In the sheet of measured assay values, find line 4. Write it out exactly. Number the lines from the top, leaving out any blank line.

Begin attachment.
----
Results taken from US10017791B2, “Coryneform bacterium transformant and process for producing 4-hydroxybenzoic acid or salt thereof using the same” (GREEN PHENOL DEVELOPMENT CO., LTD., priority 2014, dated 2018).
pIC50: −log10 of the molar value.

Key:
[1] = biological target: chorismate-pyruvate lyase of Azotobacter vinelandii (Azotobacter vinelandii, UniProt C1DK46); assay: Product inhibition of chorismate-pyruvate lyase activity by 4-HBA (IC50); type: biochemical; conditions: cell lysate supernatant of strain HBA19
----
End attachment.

[1] = biological target: chorismate-pyruvate lyase of Azotobacter vinelandii (Azotobacter vinelandii, UniProt C1DK46); assay: Product inhibition of chorismate-pyruvate lyase activity by 4-HBA (IC50); type: biochemical; conditions: cell lysate supernatant of strain HBA19